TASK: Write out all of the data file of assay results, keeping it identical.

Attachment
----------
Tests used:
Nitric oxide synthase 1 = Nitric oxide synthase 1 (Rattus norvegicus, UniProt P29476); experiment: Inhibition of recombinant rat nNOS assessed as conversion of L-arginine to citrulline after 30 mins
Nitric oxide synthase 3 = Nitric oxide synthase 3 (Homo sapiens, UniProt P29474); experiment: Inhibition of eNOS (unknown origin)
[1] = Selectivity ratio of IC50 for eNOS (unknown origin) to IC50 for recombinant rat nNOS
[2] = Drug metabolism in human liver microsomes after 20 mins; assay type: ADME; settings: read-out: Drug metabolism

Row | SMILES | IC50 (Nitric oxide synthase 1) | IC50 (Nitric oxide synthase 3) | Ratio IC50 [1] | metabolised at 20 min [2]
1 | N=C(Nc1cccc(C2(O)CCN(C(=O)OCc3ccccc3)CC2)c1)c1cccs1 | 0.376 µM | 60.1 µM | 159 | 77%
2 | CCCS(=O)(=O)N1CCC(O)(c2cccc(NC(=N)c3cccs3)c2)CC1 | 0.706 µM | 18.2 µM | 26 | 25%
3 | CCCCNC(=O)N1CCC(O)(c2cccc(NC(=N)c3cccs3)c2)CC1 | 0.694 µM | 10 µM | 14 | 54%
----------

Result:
Tests used:
Nitric oxide synthase 1 = Nitric oxide synthase 1 (Rattus norvegicus, UniProt P29476); experiment: Inhibition of recombinant rat nNOS assessed as conversion of L-arginine to citrulline after 30 mins
Nitric oxide synthase 3 = Nitric oxide synthase 3 (Homo sapiens, UniProt P29474); experiment: Inhibition of eNOS (unknown origin)
[1] = Selectivity ratio of IC50 for eNOS (unknown origin) to IC50 for recombinant rat nNOS
[2] = Drug metabolism in human liver microsomes after 20 mins; assay type: ADME; settings: read-out: Drug metabolism

Row | SMILES | IC50 (Nitric oxide synthase 1) | IC50 (Nitric oxide synthase 3) | Ratio IC50 [1] | metabolised at 20 min [2]
1 | N=C(Nc1cccc(C2(O)CCN(C(=O)OCc3ccccc3)CC2)c1)c1cccs1 | 0.376 µM | 60.1 µM | 159 | 77%
2 | CCCS(=O)(=O)N1CCC(O)(c2cccc(NC(=N)c3cccs3)c2)CC1 | 0.706 µM | 18.2 µM | 26 | 25%
3 | CCCCNC(=O)N1CCC(O)(c2cccc(NC(=N)c3cccs3)c2)CC1 | 0.694 µM | 10 µM | 14 | 54%